“It is the research and innovation end of these use case types that is going to help us deliver and get in front of these issues, ensuring we are providing the best opportunities for preventing the hospitalisations that are backing up the healthcare system.

“We need all to be happening at once, and the architecture is different for those things. Same data, different architecture. The federated data platform works in population health, planning and research environments. I want to emphasise – you could say that the current NHS is structured on federated data platforms, there is nothing preventing all of the platforms – Manchester, London, Liverpool etc connecting those databases.”

Jenny then focused on the NHS App, asking, how can we assure the NHS App doesn’t further exclude the digitally underserved, and how can we increase digital literacy, so that more people can start benefitting from this additional channel?

Tim said: “This is a very important issue, I was in a room the other day where we were talking about the app and we asked 20 people – ‘who can actually see their GP records on their phone?’ and about 5 said ‘I can see it’ and the others couldn’t. I asked why not and they say said ‘I don’t know’, and I said it’s because you haven’t asked for it to be turned on. 97% of GPs in this country are on a system that already has the capability of feeding your information, if you have not asked for access you should because they can. All it takes is you asking.

“The more the functionality becomes user friendly, the more people will embrace the app and digital technology in general. We have a roll-out plan for the app and a very important function we’re hoping to deliver in the next few months is proxy access. This helps reach the disadvantaged, for example if you need access for your parents to help them with their healthcare. This is narrowing the gap for those whom digital access isn’t serving, it is also very important to have multiple languages available.

“We need to keep addressing every population and the specific needs of that population, as they all are different. It’s very similar to the vaccine roll-out, when people are using digital systems that allows us the ability to figure out which groups are not using it, or falling behind and then we can target those groups. Digital is never the sole channel, however the more people who use digital, the more existing channels such as the phone are opened up.”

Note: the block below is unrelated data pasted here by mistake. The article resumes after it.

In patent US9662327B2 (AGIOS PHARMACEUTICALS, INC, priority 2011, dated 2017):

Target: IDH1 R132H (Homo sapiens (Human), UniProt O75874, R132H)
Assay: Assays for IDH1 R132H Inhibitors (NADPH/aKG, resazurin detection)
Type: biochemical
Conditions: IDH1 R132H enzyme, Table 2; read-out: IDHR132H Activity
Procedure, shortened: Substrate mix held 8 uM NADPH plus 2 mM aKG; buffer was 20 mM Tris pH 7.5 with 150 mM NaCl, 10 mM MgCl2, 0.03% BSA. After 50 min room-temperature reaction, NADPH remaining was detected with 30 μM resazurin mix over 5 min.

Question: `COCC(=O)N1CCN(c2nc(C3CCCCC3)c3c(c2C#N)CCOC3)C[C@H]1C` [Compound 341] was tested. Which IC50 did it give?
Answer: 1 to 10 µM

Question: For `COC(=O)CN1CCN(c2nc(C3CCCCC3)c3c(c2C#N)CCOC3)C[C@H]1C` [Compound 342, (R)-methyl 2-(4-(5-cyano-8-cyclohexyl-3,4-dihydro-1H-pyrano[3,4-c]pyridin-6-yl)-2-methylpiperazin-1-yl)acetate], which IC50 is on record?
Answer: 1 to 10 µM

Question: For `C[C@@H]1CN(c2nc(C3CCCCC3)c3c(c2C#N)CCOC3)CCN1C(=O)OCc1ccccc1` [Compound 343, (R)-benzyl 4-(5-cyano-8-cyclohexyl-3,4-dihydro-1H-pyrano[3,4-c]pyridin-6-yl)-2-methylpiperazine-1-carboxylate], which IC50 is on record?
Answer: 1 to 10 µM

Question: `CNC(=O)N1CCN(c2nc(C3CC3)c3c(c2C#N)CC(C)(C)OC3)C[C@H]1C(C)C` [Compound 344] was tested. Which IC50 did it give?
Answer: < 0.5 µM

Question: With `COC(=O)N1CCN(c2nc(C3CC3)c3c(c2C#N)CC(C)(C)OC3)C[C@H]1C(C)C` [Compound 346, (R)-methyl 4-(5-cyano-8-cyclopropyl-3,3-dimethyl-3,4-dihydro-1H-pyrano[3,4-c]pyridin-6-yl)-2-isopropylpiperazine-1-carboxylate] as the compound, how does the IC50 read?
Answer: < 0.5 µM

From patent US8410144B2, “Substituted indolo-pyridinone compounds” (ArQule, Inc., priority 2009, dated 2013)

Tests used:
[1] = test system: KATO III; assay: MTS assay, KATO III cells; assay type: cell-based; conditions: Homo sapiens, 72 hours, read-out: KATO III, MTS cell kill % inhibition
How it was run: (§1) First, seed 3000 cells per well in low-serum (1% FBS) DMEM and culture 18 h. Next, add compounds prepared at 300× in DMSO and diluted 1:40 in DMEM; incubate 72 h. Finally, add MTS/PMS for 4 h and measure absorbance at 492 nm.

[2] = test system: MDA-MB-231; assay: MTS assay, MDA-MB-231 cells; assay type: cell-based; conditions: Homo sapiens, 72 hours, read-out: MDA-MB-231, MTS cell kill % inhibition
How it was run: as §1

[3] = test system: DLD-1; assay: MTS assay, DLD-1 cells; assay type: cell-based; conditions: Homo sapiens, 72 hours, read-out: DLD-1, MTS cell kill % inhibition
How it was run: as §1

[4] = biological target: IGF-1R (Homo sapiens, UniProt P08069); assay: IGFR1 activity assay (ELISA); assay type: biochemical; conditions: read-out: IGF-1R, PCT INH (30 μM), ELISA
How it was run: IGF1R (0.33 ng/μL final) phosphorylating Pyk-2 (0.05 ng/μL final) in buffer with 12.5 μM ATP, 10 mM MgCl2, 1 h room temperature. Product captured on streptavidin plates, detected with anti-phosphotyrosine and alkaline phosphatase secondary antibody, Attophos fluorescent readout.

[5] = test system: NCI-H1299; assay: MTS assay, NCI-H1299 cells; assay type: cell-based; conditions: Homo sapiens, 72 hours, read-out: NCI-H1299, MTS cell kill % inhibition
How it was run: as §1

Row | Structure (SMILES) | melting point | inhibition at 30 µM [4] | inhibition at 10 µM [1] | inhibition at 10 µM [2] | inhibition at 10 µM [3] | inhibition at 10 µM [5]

How do we start scaling up adoption for settings like acute trusts, so it truly becomes the digital front door to the NHS?  

Tim: “To integrate, we need to connect the ‘back ends’, of all the trusts to the servers that allow us to flow that data into the app. We have 40 trusts who have patient experience portals (PAPs), and we are going to have a very aggressive campaign to sign up all secondary care systems with PAPs in the next six months. For many CIOs, there will be a letter going out soon which details the changes we are hoping to make to expand digital innovation.”

To close the session, Jenny said, looking to the future – from your perspective, do you see any future facing technology that you think will really change/improve the way we work?

Tim answered: “Ambient documentation. Every person who delivers a service in healthcare spends 20% -40% of their time documenting what they do. When a pilot leaves her plane, everything she did was documented and she documents nothing. That’s called ambient documentation. Voice to text is a start on that journey, however it is just the start.

“In the US I did a programme where I would do my GP work and document nothing. There was a microphone in the room, it did voice detection for me and the patient and then the AI algorithms would construct a note…Think about a 20-40% productivity boost in the people delivering healthcare? That is astounding.

“Other AI technologies I’ve seen in radiation therapy, it’s very time consuming to manually look at CT scans and map out what areas need radiation, there are tools that will do that in a few seconds. There is hope out there for really big step changes in productivity, but we’ve got to move aggressively into this space.

“The subject of risk is something that comes up often. In my job I hear a lot of ‘we can’t do that because this could happen or that could happen’ all of these things could happen – but we have to trust that if they do happen we will figure it out because the counterfactual here is really important to understand.

“The NHS is not going in the right direction, the demands on the healthcare system are growing at a rate that is greater than our workforce increases can keep up with. We have to change course, it means we have to take some risks, being vigilant and moving forwards to make sure that if something doesn’t look right, we jump in and correct it. We shouldn’t stop the innovation process because we think there are some risks. The counterfactual here is staring at us in the front pages of newspapers everyday, we have to deliver healthcare differently and we have to invent that new healthcare model.”